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mary colleen

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  1. Thanks for asking - - we are doing well. Vic is NED right now, though we struggle with certain deficits relaed to his brain tumor, surgery and WBR. It's all ok though, since his scans are clean. I kind of came out of the woodwork tonight to honor Don M, whom I consider to be a hero to so many here. I read daiily, and especially follow your progress as a near neighbor! Feel free to PM me! Take care - - - - MC
  2. Jude and Amanda - I read nearly daily, but virtually never post. I have to make an exception here....Don was a kind, gentle, intelligent man. He replied to me on many occasions when I needed a word or two. I appreciated it all the more because I understood what he was going through himself. Consider yourselves blessed for having had him in you lives. He was graceful, which says a lot. Mary Colleen
  3. Christina Marie, I am very sorry to hear of your troubles. Please do understand that that this disease is becoming ever more manageable, and that "inoperable" and even "incurable" do not necessarily mean "terminal". Many conditions are essentially incurable, but are highly treatable and many people do very well for long periods. LC is moving in that general direction for many. I would guess that the drugs you are referring to are Cisplatin and Gemcitabine, commonly known as Gemzar. This is a very common first line regimen. My husband had it as well. From Dr. Jack West's Cancer Grace site: My research at that time and after incicated that it was about the same in study effectiveness as Carboplatin/Taxol, another very common first line regimen. As for cisplatin/gemcitabine vs. cisplatin/vinorelbine, nearly all experts in lung cancer consider the platinum-based doublets to be nearly identical in activity, with main differences in tolerability. The three doublets that are included as "gold standard" choices in our large post-op chemo trial (with or without avastin) are cisplatin/navelbine (vinorelbine), cisplatin/gemzar (gemcitabine), and cisplatin/taxotere (docetaxel). I would consider any of these to be completely acceptable options. Cancer Grace is at www.cancergrace.org, and is filled with useful information that you may find helpful. Mary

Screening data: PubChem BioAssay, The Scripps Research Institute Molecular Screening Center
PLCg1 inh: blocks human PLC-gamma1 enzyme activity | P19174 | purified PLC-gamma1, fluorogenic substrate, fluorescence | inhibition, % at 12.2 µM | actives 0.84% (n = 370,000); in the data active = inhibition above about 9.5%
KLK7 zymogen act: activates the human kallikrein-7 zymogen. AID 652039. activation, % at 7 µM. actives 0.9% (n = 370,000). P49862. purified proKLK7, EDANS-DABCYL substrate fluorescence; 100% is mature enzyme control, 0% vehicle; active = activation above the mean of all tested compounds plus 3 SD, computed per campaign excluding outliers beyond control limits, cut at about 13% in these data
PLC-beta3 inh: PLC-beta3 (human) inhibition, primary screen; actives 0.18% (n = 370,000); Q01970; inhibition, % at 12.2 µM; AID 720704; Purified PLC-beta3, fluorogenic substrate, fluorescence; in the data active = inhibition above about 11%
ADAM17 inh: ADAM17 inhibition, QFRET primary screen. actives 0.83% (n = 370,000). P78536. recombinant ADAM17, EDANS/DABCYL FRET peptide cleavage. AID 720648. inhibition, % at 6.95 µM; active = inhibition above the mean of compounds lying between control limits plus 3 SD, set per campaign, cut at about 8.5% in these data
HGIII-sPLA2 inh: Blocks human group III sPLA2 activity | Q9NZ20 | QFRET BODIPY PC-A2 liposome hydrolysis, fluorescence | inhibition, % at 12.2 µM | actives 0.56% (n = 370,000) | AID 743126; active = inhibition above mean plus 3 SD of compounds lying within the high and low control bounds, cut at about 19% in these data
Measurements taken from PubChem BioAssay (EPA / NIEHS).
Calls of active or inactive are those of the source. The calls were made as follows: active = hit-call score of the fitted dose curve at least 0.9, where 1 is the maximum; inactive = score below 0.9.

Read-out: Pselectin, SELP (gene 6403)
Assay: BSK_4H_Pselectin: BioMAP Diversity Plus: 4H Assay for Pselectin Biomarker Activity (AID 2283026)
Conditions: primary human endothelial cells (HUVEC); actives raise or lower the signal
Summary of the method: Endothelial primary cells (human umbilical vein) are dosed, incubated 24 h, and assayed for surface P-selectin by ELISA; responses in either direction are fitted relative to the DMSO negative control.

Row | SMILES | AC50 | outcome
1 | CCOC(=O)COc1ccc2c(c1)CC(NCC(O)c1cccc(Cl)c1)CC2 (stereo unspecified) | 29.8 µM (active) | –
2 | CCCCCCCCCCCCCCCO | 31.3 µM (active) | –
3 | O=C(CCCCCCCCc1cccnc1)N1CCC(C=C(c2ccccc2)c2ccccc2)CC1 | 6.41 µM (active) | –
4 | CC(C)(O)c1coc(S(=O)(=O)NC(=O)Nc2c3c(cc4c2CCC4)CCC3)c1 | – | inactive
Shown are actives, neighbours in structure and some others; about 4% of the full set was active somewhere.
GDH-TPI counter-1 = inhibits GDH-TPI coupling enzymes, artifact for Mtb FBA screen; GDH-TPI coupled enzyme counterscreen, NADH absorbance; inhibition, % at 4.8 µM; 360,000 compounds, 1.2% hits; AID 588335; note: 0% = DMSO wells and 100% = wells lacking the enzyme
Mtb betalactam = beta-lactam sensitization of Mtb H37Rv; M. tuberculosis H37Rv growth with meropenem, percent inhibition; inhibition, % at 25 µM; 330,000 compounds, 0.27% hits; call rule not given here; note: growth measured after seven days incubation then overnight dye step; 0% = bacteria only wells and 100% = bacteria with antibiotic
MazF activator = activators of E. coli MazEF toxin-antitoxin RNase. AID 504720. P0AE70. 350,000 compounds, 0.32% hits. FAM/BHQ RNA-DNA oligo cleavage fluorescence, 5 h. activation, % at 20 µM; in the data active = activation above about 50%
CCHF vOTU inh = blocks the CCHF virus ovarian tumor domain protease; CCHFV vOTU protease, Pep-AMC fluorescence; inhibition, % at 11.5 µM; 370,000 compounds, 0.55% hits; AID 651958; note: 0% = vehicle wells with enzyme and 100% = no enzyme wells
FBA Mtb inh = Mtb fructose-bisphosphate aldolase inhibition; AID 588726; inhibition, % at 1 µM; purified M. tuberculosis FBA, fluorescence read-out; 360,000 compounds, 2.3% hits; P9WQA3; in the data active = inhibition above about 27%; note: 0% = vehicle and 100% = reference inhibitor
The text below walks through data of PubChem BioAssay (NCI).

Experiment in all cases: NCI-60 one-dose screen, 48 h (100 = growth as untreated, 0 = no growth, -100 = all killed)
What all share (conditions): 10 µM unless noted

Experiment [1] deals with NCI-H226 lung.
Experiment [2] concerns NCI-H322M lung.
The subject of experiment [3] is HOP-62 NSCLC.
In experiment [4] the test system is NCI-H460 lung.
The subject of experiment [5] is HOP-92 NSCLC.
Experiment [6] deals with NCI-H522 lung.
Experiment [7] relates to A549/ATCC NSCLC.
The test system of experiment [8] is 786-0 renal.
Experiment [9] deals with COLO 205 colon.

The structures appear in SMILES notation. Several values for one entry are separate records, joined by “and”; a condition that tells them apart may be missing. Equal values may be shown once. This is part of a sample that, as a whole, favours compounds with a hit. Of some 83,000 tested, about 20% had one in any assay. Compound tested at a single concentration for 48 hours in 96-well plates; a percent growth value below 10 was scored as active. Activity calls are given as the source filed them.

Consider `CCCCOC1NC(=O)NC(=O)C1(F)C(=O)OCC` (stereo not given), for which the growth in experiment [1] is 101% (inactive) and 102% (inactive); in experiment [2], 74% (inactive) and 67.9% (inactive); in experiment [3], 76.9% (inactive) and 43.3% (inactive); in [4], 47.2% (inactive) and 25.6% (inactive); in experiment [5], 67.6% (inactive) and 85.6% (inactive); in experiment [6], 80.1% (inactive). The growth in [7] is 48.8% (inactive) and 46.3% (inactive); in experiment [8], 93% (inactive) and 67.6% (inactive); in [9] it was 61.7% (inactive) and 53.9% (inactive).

4. Ned, I think I know what you mean about the weight feeling good against your back. I'm sure that if you thought you had a problem, you'd be going to the onc to mention it. For now, I would almost certainly blame Rosie, who looks like pure trouble:)
  5. Ned, The only think I can say here is that some of the medical sites mention that the pain of mets may tend to become worse at night - I have done my share of surfing due to pain my husband has. On the other hand, a good share of pain of all causes becomes worse at night....if it didn't, Tylenol PM wouldn't exist. MC
  6. Teri, you are in my thoughts today. MC
  7. Wishing tremendous peace for you.
  8. mary colleen

    Mustang P51

    A very special thought for Ernie. God Bless!
  9. My husband had WBR about one year ago. Studies indicate that it greatly decreases the risk of future brain mets. As mentioned, we are one year out with no recurrence. The treatment was rather difficult, but manageable. From about the middle of the treatments onward, he had very significant fatigue. There are also ore superficial effects, such as hair loss, ear and scalp burns (like a sunburn), and some miscellaneous effects such as fluid buildup in the inner ears. One thing to understand about WBR is that it can take several months to recover from. My husband's neurological status (appetite, sensory perceptions, energy) became markedly worse 2 months after treatment ended before it began to improve. He still has minor memory issues. I still occasionally debate inwardly whether it was worth doing, and the answer I always come to is that it was. The negative impact it has had is minor in relation to the fact that he has not had any new brain mets. Hope this helps.
  10. mary colleen

    great news!!!

    I'm soooo happy for you Bucky!
  11. mary colleen


    My husband had them too. We were told that it is a semi-common side effect. They were self-limiting.
  12. Bucky, my friend - we need you and your wonderful spirit here in full force. Please do everything that you need to do to look after this problem and overcome it. I do understand it - I have had my own internal struggles and bleakness since my husband's diagnosis. It's a tough problem. I am with you in spirit as you work through this! Mary Colleen
  13. I consider it a perfectly viable option; if it helps, use it. MC
  14. Teri, I have thought about this post since you wrote it. Not sure why. I did not intend to post in response, because I don't feel I doubt I can add anything important to the discussion. For some reason, you and the post remained on my mind today, and here I am. I can only say that I agree with Ann's post. Let it simply 'be', and say or do whatever feels natural. You're the right person, if you feel up to it yourself. I know you still miss Bill acutely. There is nothing wrong with sharing that - look at this as an exchange, not as you only providing the support. I just sense that it is not possible for you to do or say the wrong thing in this situation. Don't over think it, and take a hug from me with you. MC
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